Painting by William Dobson from around 1645, though it was probably finished by another artist after Dobson’s death. The painting is thought to be Richard Streatfield and his family. There are several pointers in the picture to indicate that the family had recently lost members, probably children. The skulls top right and the half clothed child bottom right suggest this, as does the bunch of cherries that the youngest child holds. The two adults are dressed in their best blacks, Richard in a doublet fashionably unfastened at the bottom and a plain band with decorative band strings around his collar. His wife in a black bodice with a lace edged coif, gathered cuffs to her smock and a complicated arrangement of linen around her shoulders fastened with black strings. The child on the left could be dressed in brown doublet and breeches with a cloak, or possibly a dress with hanging sleeves (to be used as leading reins) and plain linen. The smaller child in a kind of all-in-one garment with hanging sleeves and a matching cap. To see this painting you need to go to the Yale Centre for British Art, New Haven, Connecticut, USA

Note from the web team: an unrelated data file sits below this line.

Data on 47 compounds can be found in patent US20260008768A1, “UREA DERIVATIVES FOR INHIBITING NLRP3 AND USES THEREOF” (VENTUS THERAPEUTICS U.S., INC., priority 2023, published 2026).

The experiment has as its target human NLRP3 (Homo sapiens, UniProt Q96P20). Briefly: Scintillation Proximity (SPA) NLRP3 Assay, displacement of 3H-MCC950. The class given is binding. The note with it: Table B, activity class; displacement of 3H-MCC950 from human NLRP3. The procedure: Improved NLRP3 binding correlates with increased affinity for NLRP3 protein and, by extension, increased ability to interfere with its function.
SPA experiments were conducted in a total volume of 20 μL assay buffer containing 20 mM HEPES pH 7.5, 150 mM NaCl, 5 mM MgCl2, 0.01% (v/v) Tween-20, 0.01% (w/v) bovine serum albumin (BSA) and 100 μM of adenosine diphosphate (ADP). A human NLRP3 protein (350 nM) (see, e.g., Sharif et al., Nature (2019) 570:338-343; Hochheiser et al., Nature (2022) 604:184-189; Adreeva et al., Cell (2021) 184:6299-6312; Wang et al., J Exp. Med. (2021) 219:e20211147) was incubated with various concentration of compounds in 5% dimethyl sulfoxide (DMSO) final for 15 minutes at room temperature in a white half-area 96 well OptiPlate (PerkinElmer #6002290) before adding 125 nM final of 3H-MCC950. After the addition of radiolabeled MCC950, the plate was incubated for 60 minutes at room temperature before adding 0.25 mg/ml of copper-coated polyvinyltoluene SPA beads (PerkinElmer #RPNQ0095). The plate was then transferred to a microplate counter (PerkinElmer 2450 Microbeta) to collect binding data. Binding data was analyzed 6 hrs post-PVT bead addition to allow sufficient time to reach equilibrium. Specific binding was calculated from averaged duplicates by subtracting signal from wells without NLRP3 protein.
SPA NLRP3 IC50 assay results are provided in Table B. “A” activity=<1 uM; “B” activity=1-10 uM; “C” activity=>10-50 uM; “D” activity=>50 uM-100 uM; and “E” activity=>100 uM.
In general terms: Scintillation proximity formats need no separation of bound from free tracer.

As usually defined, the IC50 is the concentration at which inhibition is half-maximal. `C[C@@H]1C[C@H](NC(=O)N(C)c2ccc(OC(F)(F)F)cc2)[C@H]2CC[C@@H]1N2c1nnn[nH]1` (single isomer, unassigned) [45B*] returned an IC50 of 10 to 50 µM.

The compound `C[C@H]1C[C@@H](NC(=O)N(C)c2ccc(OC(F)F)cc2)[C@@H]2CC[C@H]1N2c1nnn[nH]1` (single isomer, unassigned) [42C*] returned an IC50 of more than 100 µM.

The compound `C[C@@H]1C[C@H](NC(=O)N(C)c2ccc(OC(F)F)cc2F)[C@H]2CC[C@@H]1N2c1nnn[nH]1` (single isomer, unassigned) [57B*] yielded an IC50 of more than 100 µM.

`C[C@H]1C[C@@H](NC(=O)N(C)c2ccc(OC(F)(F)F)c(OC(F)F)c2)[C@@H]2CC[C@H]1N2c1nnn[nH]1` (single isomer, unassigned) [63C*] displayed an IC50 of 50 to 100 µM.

This detail shows the understated decoration of the linen on the two grown-ups.
And here the child in closer detail.